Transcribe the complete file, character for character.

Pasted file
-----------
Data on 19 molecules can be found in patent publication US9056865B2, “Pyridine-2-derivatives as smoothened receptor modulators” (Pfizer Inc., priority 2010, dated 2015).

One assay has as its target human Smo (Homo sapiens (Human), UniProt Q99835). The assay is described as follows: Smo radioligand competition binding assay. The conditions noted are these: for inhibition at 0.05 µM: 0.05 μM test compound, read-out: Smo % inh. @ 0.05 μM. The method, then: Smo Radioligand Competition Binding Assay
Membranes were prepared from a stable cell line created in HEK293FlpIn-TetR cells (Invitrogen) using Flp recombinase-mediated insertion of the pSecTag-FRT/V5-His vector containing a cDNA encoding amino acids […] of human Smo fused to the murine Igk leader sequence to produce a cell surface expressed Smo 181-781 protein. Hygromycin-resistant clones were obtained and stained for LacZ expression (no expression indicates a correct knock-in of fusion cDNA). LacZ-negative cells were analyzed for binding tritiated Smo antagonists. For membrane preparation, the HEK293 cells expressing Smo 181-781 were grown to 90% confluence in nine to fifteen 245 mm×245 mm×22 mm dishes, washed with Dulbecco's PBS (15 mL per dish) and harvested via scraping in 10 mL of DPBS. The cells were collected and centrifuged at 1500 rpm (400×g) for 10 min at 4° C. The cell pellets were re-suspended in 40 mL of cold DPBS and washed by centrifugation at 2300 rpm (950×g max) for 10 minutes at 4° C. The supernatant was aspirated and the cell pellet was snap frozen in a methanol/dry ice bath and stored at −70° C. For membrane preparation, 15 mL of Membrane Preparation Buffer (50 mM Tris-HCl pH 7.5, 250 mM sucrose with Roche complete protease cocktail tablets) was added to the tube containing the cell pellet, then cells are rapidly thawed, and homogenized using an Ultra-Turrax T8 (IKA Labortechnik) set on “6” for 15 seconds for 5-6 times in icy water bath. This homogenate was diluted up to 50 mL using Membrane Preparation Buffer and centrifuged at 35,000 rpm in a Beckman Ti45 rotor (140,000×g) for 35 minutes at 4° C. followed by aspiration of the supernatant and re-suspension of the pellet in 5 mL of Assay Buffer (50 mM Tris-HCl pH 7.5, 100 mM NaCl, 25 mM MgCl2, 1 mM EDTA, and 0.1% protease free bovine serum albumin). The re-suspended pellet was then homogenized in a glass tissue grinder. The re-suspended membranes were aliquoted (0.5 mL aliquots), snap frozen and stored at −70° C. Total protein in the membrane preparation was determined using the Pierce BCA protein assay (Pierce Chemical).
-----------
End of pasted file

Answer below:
Data on 19 molecules can be found in patent publication US9056865B2, “Pyridine-2-derivatives as smoothened receptor modulators” (Pfizer Inc., priority 2010, dated 2015).

One assay has as its target human Smo (Homo sapiens (Human), UniProt Q99835). The assay is described as follows: Smo radioligand competition binding assay. The conditions noted are these: for inhibition at 0.05 µM: 0.05 μM test compound, read-out: Smo % inh. @ 0.05 μM. The method, then: Smo Radioligand Competition Binding Assay
Membranes were prepared from a stable cell line created in HEK293FlpIn-TetR cells (Invitrogen) using Flp recombinase-mediated insertion of the pSecTag-FRT/V5-His vector containing a cDNA encoding amino acids […] of human Smo fused to the murine Igk leader sequence to produce a cell surface expressed Smo 181-781 protein. Hygromycin-resistant clones were obtained and stained for LacZ expression (no expression indicates a correct knock-in of fusion cDNA). LacZ-negative cells were analyzed for binding tritiated Smo antagonists. For membrane preparation, the HEK293 cells expressing Smo 181-781 were grown to 90% confluence in nine to fifteen 245 mm×245 mm×22 mm dishes, washed with Dulbecco's PBS (15 mL per dish) and harvested via scraping in 10 mL of DPBS. The cells were collected and centrifuged at 1500 rpm (400×g) for 10 min at 4° C. The cell pellets were re-suspended in 40 mL of cold DPBS and washed by centrifugation at 2300 rpm (950×g max) for 10 minutes at 4° C. The supernatant was aspirated and the cell pellet was snap frozen in a methanol/dry ice bath and stored at −70° C. For membrane preparation, 15 mL of Membrane Preparation Buffer (50 mM Tris-HCl pH 7.5, 250 mM sucrose with Roche complete protease cocktail tablets) was added to the tube containing the cell pellet, then cells are rapidly thawed, and homogenized using an Ultra-Turrax T8 (IKA Labortechnik) set on “6” for 15 seconds for 5-6 times in icy water bath. This homogenate was diluted up to 50 mL using Membrane Preparation Buffer and centrifuged at 35,000 rpm in a Beckman Ti45 rotor (140,000×g) for 35 minutes at 4° C. followed by aspiration of the supernatant and re-suspension of the pellet in 5 mL of Assay Buffer (50 mM Tris-HCl pH 7.5, 100 mM NaCl, 25 mM MgCl2, 1 mM EDTA, and 0.1% protease free bovine serum albumin). The re-suspended pellet was then homogenized in a glass tissue grinder. The re-suspended membranes were aliquoted (0.5 mL aliquots), snap frozen and stored at −70° C. Total protein in the membrane preparation was determined using the Pierce BCA protein assay (Pierce Chemical).